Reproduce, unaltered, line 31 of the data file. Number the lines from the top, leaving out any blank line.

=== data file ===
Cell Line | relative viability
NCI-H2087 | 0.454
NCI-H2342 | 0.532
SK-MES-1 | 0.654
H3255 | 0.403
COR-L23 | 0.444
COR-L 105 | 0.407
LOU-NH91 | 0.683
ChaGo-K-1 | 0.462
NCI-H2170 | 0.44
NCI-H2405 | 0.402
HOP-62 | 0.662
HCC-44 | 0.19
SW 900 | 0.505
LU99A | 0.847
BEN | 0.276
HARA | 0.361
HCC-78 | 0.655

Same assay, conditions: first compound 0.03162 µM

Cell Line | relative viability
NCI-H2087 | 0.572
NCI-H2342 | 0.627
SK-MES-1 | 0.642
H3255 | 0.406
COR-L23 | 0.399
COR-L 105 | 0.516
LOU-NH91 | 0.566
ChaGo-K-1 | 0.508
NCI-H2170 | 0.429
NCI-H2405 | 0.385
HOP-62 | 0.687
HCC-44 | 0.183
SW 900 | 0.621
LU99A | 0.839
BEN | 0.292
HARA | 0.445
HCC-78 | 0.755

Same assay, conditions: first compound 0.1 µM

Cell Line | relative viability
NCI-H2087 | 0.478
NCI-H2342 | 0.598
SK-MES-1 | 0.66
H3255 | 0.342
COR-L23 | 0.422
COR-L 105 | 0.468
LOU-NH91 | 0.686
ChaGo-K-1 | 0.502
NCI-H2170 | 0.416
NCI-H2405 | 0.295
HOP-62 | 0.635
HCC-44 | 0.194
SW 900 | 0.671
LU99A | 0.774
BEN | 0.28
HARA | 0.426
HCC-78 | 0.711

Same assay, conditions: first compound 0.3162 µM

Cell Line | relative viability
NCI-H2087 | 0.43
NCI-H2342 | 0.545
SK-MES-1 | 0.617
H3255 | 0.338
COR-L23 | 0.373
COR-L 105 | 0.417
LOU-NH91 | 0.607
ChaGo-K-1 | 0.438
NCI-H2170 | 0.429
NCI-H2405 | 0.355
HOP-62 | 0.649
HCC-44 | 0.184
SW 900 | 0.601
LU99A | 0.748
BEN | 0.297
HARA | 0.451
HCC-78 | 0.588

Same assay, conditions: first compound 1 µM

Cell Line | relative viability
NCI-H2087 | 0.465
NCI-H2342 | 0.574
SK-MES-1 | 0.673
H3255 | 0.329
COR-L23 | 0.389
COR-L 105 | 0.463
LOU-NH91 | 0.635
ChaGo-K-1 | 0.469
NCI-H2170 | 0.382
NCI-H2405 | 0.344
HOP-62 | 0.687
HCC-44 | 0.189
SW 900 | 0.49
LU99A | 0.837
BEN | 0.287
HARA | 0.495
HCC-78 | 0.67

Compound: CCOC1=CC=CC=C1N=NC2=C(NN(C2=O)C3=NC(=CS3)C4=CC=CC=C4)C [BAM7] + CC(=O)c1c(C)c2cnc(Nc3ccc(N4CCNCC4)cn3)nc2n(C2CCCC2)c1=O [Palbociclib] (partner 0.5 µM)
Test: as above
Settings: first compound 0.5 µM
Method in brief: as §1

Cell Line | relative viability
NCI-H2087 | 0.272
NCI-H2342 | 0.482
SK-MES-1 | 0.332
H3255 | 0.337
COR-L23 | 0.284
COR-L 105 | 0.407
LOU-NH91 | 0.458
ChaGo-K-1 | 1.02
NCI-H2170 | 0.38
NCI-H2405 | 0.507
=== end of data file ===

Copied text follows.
HOP-62 | 0.687